Treatment Options

Drugs used to treat uncomplicated UTI 11,12,13,14,15,16,17,18


Dosing Regimen


Common adverse effects

Patient education


100mg twice daily for five days


●      Creatinine Clearance </= 60

●      Previous allergy or adverse reaction

●      Use with caution in patient >/= 65 years secondary to an increased risk for side effects.

●      Pregnancy at 38-42 weeks due to hemolytic anemia risk


●      Nausea 8%

●      Headache 6%

●      Hepatotoxicity

●      Pulmonary toxicity

●      Neuropathy with long term use


●      May cause urine discoloration

●      Take with food

●      Safe for use in breastfeeding, monitor infant for jaundice and evidence of hemolysis

TMP-SMX 160/800

One tablet twice daily for three days

●      Allergy to Sulfa,

●      Local resistance rates >/= 20%

●      Megaloblastic anemia

●      GDPD deficiency

●      Severe liver disease

●      Reduce dose by 50% if CrCl is 15-30 ml/min.

●      Contraindicated if CrCl less than 15 ml/min.

●      Avoid breastfeeding in mothers whose infants have G6PD deficiency, also infants who are jaundiced, preterm, or have hyperbilirubinemia.

●      Nausea/vomiting

●      Crystalluria

●      AKI

●      Skin rash

●      Stevens-Johnson Syndrome (SJS)

●      Erythema multiforme

●      Hyperkalemia

●      Bone marrow suppression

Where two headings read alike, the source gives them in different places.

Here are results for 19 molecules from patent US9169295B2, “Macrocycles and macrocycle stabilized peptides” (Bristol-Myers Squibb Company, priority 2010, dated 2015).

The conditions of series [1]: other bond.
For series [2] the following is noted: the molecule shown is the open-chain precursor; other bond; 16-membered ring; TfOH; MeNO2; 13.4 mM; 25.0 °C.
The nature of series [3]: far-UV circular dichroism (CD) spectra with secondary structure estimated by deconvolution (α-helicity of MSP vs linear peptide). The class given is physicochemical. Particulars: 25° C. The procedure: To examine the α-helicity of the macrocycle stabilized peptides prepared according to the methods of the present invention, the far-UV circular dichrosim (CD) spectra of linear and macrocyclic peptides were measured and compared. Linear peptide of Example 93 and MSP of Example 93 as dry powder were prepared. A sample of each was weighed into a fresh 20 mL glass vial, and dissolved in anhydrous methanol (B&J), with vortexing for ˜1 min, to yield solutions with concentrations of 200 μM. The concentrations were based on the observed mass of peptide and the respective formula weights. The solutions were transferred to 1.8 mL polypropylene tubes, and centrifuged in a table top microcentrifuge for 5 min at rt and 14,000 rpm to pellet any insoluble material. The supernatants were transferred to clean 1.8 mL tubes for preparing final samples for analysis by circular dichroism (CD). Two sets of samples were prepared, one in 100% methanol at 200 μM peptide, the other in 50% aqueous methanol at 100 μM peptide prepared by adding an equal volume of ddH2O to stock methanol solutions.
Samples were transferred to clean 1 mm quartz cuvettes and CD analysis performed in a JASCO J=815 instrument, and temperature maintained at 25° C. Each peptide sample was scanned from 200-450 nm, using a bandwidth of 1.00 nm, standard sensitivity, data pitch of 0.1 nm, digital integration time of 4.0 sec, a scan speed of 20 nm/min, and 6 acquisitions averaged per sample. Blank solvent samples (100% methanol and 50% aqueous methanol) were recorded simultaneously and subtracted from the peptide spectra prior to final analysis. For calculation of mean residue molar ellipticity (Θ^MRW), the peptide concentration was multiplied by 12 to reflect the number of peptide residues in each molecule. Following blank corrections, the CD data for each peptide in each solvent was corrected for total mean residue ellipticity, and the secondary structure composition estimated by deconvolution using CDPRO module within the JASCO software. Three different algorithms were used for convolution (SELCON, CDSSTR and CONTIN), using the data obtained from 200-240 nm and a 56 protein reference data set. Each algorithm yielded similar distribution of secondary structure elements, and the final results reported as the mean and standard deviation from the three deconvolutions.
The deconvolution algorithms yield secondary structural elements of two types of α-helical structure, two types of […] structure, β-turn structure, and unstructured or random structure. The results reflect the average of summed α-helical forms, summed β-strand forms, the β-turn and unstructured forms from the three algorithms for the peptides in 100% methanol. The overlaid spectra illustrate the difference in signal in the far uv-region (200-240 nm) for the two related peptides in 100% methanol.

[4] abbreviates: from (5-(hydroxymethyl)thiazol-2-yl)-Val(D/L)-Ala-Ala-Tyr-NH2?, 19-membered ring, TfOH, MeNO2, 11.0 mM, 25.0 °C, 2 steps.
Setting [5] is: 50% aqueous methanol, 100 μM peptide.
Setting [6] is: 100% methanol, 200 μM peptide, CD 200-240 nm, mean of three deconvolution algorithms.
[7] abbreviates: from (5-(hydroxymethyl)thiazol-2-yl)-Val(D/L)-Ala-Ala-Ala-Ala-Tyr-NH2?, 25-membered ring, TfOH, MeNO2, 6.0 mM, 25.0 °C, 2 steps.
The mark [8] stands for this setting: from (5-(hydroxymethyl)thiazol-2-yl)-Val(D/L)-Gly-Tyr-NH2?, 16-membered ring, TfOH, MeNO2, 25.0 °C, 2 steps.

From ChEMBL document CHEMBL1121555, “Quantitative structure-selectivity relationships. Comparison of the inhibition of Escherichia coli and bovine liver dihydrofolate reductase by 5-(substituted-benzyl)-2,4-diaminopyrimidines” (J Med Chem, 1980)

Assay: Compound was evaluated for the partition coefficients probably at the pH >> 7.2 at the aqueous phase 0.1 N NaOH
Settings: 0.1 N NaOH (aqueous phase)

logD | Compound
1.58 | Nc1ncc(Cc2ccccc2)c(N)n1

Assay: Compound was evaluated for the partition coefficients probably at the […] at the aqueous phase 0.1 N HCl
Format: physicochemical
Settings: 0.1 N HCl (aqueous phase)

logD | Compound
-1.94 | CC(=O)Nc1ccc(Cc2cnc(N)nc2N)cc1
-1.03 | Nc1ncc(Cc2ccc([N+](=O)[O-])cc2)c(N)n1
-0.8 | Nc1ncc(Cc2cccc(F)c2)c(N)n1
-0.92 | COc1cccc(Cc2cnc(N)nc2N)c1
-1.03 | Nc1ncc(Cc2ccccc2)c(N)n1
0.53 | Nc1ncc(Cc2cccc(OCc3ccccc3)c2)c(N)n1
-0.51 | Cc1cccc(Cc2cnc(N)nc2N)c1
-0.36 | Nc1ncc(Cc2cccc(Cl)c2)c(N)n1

●      Hypoglycemia


●      Administer without regard to food, take with a full 8 ounces of water.

●      Provide information on SJS

●      Educate on signs of hyperkalemia (heart palpitations, lethargy, confusion, lightheadedness, numbness, shortness of breath)

●      Educate about hypoglycemia warning signs; syncope, weakness, fatigue, dizziness, confusion, and hunger.


3g single dose


Mix with 8 ounces of cool water

●      Hypersensitivity to Fosfomycin or its components

●      Diarrhea (10.4%)

●      Headache (10.3%)

●      Vaginitis (7.6%)

●      Nausea (5.2%)

●      Take with food to increase absorption

●      Discuss breastfeeding with prescriber as Fosfomycin does distribute into the breastmilk


Pharmacists should discuss the signs and symptoms of Clostridium difficile infection with any patient taking antibiotics.  These symptoms can present as worsening fever, severe watery diarrhea, or abdominal cramping.   Patients should seek immediate medical attention if they develop C. difficile infection.

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